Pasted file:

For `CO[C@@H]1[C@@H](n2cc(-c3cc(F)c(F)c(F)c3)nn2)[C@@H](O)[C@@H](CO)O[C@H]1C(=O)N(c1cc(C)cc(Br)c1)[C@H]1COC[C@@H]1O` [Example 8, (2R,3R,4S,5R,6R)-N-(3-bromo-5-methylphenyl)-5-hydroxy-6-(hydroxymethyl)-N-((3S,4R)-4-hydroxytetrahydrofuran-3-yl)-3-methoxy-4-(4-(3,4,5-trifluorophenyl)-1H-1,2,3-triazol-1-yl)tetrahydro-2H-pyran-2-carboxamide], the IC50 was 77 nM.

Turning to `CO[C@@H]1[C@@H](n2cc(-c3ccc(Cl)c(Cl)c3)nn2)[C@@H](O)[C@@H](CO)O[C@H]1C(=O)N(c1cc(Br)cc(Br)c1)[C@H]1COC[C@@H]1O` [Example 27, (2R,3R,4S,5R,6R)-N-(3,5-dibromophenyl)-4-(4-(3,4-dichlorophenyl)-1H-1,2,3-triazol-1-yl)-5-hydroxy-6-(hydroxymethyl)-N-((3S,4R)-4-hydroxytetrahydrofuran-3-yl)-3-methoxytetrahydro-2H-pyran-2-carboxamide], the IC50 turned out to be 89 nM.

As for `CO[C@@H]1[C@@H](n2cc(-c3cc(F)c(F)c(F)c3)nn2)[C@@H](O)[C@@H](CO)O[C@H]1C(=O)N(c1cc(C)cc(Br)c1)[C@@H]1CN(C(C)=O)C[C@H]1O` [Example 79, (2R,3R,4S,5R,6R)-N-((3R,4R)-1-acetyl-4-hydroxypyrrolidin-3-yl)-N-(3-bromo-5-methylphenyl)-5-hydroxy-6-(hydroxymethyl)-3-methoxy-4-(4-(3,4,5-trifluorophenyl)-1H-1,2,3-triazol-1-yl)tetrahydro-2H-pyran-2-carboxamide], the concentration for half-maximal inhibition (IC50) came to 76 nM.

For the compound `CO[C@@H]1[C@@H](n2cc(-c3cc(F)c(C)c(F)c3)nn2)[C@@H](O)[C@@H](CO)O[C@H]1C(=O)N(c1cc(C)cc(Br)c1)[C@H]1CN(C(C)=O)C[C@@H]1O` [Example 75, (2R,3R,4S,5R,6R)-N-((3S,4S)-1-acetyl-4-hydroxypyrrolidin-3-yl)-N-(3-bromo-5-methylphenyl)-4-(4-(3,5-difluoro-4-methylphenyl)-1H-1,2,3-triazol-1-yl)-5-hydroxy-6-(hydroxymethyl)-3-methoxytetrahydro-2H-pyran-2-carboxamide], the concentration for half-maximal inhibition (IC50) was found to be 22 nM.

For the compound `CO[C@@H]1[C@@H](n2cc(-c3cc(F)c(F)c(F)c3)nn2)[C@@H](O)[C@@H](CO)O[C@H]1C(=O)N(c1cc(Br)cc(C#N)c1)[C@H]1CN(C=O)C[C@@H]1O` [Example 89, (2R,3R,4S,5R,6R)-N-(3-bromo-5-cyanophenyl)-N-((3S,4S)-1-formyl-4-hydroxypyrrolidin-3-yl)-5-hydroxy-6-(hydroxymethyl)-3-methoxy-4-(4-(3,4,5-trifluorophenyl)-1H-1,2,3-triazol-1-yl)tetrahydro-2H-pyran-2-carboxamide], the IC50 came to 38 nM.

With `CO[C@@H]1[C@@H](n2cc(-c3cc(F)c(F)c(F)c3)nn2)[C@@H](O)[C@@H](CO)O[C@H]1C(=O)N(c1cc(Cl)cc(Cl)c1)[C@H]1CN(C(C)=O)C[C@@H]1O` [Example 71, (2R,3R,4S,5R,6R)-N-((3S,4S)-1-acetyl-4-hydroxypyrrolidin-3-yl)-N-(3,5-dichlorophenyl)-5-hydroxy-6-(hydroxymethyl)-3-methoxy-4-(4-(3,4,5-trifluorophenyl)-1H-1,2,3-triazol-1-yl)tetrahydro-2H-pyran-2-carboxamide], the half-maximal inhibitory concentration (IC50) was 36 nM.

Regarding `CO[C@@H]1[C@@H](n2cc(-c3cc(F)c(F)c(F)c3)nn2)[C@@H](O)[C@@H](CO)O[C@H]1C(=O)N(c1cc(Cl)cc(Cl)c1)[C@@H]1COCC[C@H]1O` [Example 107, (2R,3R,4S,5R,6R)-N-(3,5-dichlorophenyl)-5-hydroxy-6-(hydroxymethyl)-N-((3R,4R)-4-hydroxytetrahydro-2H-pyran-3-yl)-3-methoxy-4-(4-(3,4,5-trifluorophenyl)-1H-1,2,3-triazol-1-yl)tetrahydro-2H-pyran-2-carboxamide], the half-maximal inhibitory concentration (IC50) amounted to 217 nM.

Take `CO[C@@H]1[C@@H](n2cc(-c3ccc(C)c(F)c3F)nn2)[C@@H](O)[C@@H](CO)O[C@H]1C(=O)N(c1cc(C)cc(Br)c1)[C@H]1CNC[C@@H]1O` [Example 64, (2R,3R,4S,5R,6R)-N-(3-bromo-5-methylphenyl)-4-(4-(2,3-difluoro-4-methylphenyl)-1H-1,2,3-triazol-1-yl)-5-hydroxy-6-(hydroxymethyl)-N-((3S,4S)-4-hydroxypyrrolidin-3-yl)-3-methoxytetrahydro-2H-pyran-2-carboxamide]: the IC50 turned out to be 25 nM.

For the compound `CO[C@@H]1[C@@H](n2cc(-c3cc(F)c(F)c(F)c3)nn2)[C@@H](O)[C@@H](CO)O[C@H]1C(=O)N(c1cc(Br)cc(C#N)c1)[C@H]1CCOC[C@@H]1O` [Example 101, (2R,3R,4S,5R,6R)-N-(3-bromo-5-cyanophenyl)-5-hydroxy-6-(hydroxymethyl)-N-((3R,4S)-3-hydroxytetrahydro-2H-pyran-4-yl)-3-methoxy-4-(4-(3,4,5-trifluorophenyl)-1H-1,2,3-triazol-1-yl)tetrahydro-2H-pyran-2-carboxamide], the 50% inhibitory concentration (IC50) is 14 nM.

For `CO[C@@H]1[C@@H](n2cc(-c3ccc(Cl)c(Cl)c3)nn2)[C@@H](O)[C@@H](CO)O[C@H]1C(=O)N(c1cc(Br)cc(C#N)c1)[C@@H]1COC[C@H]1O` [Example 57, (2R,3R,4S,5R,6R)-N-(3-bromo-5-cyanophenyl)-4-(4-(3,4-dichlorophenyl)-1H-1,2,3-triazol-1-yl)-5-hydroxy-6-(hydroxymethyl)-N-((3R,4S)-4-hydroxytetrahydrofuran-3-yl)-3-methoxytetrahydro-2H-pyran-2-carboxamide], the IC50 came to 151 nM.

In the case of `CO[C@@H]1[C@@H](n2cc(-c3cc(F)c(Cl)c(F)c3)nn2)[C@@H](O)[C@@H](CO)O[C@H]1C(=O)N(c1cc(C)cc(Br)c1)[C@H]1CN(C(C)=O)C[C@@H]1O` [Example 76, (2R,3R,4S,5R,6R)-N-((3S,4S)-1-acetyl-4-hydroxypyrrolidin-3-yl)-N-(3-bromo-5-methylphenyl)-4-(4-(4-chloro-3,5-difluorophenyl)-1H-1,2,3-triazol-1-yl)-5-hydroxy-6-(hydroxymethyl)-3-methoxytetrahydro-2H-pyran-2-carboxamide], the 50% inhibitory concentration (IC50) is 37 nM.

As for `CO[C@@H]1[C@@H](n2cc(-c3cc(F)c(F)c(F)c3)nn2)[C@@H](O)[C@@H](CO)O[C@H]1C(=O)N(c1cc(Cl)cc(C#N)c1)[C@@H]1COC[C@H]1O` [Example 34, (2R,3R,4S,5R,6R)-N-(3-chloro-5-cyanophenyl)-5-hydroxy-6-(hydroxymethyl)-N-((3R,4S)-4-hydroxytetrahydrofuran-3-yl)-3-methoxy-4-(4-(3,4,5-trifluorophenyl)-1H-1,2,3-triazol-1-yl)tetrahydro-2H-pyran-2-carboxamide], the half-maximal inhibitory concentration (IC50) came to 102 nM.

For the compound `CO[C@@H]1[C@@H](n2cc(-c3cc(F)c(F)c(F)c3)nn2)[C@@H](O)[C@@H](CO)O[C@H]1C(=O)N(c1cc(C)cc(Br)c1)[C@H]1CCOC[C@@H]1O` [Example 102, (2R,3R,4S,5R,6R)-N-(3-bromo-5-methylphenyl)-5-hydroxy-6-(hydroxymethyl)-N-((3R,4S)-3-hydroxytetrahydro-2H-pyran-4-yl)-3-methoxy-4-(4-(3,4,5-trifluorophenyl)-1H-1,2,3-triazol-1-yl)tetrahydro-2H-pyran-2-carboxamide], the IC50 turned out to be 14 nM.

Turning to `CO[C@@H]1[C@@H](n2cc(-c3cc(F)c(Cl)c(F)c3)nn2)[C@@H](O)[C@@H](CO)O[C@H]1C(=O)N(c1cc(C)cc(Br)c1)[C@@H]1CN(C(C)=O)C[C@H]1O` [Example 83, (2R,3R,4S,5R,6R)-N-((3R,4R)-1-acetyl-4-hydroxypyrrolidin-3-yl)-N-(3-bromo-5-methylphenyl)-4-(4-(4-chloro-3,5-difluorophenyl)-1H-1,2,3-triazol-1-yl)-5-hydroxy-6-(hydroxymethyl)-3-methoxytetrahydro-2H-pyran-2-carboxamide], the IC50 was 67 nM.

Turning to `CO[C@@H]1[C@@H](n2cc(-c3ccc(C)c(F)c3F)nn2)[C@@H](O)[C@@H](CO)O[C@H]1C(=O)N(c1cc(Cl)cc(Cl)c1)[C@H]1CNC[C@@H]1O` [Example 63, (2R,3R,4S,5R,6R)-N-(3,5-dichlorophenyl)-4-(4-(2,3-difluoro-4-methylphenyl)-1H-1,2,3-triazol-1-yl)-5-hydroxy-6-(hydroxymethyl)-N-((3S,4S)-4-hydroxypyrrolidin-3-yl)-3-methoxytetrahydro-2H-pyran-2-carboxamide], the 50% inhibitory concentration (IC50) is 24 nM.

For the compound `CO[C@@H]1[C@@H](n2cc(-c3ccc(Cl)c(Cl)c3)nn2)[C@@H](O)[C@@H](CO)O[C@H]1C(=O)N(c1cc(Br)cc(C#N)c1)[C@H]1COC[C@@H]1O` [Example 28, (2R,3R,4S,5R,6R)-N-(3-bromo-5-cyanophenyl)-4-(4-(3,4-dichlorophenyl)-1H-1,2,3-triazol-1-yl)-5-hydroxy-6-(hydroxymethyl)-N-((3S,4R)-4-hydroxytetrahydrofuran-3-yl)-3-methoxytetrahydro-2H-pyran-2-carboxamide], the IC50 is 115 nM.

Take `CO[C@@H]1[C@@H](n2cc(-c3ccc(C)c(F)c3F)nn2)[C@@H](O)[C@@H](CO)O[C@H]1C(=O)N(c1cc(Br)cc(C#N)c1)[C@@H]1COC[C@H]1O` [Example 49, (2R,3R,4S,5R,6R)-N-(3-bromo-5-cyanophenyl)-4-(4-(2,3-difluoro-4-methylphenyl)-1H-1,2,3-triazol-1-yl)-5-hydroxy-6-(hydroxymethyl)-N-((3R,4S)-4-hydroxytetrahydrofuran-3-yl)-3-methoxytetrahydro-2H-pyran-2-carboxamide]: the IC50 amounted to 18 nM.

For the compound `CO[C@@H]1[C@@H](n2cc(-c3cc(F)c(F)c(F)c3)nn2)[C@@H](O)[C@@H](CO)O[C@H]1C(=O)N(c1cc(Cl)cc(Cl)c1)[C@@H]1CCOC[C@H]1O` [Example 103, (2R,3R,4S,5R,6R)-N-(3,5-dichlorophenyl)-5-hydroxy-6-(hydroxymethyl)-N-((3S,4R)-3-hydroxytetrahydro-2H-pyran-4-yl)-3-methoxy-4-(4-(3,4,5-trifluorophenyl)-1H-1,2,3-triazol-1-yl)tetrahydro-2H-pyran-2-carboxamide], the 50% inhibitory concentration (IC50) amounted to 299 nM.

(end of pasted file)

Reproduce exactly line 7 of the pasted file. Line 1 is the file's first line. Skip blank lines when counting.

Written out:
Regarding `CO[C@@H]1[C@@H](n2cc(-c3cc(F)c(F)c(F)c3)nn2)[C@@H](O)[C@@H](CO)O[C@H]1C(=O)N(c1cc(Cl)cc(Cl)c1)[C@@H]1COCC[C@H]1O` [Example 107, (2R,3R,4S,5R,6R)-N-(3,5-dichlorophenyl)-5-hydroxy-6-(hydroxymethyl)-N-((3R,4R)-4-hydroxytetrahydro-2H-pyran-3-yl)-3-methoxy-4-(4-(3,4,5-trifluorophenyl)-1H-1,2,3-triazol-1-yl)tetrahydro-2H-pyran-2-carboxamide], the half-maximal inhibitory concentration (IC50) amounted to 217 nM.